The opinion of the court was delivered by: Moss, Justice.
The respondent, R.C. Collins, owns two buildings in the City of Greenville. The appellant, City of Greenville, owns and operates a sewer system in said City of Greenville.
The appellant demurred to the complaint on the ground that the same did not state facts sufficient to constitute a cause of action, in that it was not liable for any act of negligence unless made so by statute, and that the damage to the respondent did not result from a defect in the street, nor was it liable for any alleged negligence in the repairing of the sewer line.
The demurrer was heard by the Honorable W.B. McGowan, County Judge, who overruled the same on the ground that the facts stated in the complaint allege a cause of action for the taking of the private property of respondent for public use without just compensation. Art. I, Section 17, of the 1895 Constitution of South Carolina.
The case is before this Court upon a proper exception challenging the foregoing ruling. The respondent asserts as a sustaining ground that if this Court should hold that the complaint does not state a cause of action for the taking of private property for public use as prohibited by the Constitution, that the complaint does state a cause of action for a defect in a street, under Section 47-70 of the 1952 Code of Laws of South Carolina.
The questions for consideration by this Court are whether or not the complaint states a cause of action for the taking of private property for public use without compensation as prohibited by the Constitution, Art. I, section 17; and whether the complaint states a cause of action for a defect in a street, under Section 47-70 of the 1952 Code of Laws of South Carolina.
The Constitution of this State, Art. I, Section 17, provides that:
"* * * Private property shall not be taken * * * for public use without just compensation being first made therefor."
"South Carolina, in its construction of Article I, § 17, Constitution of 1895, does not recognize a distinction between `taking' and `damaging,' but holds that a deprivation of the ordinary beneficial use and enjoyment of one's property is equivalent to the taking of it, and is as much a `taking' as though the property were actually appropriated, citing Wilson v. Greenville County, 110 S.C. 321, 96 S.E. 301; White v. Southern Ry. Co., 142 S.C. 284, 140 S.E. 560, 57 A.L.R. 634; Henderson v. City of Greenwood, 172 S.C. 16, 172 S.E. 689; Gasque v. Town of Conway, 194 S.C. 15, 8 S.E.2d 871."
In the case of Gasque v. Town of Conway, 194 S.C. 15, 8 S.E.2d 871, 873, this Court said:
"The constitutional prohibition against taking private property for public use without just compensation must have been intended to protect all the essential elements of ownership which make property valuable, including, of course, the right of user, and the right of enjoyment. Accordingly, it has been held that the erection and maintenance of a public work or enterprise under lawful authority in such a way as to destroy the beneficial use of adjacent land or property may constitute a taking, although there is no physical invasion of the property itself. This principle is illustrated by such cases as Kneece v. City of Columbia, 128 S.C. 375, 123 S.E. 100, which was an action for damages to property, caused by disagreeable odors resulting from the installation of a municipal incinerator; Derrick v. City of Columbia, 122 S.C. 29, 114 S.E. 857, damages resulting for improperly maintaining a slaughter house; and Faust v. Richland Co., supra [117 S.C. 251, 109 S.E. 151], where an action was sustained for diverting water on to plaintiff's premises.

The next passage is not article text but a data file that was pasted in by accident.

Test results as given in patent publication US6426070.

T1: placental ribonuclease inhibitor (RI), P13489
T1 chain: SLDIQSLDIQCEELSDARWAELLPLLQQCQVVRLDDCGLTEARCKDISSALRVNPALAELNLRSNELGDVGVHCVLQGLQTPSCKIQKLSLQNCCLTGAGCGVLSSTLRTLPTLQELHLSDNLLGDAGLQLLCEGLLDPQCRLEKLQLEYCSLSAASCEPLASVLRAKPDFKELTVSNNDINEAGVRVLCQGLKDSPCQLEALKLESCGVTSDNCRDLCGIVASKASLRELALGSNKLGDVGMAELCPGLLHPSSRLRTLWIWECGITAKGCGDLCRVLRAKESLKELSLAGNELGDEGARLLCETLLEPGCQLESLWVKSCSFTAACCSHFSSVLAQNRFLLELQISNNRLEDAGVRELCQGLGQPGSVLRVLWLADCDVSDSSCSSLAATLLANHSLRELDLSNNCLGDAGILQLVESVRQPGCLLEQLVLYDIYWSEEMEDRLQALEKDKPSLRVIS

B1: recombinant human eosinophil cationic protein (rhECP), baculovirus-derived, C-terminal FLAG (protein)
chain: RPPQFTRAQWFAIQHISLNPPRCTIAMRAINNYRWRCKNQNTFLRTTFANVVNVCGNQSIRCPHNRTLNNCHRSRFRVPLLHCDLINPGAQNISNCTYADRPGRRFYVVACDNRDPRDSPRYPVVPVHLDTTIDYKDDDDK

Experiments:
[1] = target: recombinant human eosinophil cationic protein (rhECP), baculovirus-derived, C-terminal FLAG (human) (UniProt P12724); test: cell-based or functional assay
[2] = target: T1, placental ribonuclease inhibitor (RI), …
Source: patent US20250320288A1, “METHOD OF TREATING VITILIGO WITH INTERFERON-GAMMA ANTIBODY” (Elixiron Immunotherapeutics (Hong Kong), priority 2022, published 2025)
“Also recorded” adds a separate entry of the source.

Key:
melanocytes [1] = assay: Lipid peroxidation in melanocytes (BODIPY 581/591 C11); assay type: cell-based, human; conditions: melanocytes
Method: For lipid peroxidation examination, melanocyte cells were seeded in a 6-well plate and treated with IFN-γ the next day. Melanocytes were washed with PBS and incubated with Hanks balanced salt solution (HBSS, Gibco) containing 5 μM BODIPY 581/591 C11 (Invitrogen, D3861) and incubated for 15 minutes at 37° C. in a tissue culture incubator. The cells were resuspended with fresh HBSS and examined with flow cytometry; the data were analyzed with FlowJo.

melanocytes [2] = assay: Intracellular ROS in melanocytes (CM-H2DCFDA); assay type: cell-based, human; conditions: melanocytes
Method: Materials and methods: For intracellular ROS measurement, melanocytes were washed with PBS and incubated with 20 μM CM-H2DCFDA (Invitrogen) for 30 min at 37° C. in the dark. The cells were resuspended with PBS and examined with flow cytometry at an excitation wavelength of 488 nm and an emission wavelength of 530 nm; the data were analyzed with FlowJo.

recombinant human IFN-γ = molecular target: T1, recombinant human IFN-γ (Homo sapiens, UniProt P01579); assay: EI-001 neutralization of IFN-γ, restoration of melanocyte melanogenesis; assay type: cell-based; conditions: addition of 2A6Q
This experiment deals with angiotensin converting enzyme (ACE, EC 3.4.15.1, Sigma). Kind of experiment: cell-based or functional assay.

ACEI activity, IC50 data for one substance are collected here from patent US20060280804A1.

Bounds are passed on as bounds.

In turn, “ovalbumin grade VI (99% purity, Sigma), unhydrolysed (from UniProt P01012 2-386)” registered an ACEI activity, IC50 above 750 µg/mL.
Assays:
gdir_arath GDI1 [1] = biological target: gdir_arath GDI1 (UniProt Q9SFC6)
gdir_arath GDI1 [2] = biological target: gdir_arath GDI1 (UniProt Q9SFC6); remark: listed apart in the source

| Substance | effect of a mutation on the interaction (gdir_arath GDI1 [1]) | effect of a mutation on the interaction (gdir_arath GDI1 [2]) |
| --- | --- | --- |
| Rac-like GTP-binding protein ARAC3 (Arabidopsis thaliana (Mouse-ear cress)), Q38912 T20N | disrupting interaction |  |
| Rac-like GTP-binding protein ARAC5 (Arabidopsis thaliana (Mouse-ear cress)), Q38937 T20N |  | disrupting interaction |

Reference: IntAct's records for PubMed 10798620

"What is a `taking' of property within the constitutional provision is not always clear; but, so far as general rules are permissible of declaration on the subject, it may be said that there is a taking where the act involves the actual interference with, or the disturbance of, property rights, resulting in injuries which are not merely consequential or incidental. 18 Am. Jur., Sec. 132, Page 750.
"In the case at bar, the town made no entry of any kind upon the plaintiff's lot. Nor did it subject the land to any burden or easement. All that the town did was to refuse to grant appellant a permit to erect a filling station. In our opinion, by this negative act the defendant did not `take' or appropriate the plaintiff's property for public use in a constitutional sense. To hold otherwise would be an unjustifiable extension of the meaning of the word, and would go far beyond its plain, natural and usual import. It seems evident that where the town has made no entry on appellant's lot, subjected it to no easement, nor placed it under any servitude, it has not taken the lot nor deprived the appellant of it.
"In addition to this, the Constitution requires that just compensation be paid where private property is taken for public use. The term `public use' is such a flexible term that the courts have avoided a positive definition lest it prove an embarrassment in subsequent cases and work a mischief in practical application. There is no arbitrary standard by which to determine whether the purpose to which property is appropriated possesses all elements of public utility. The meaning of the term is flexible, and is not confined to ...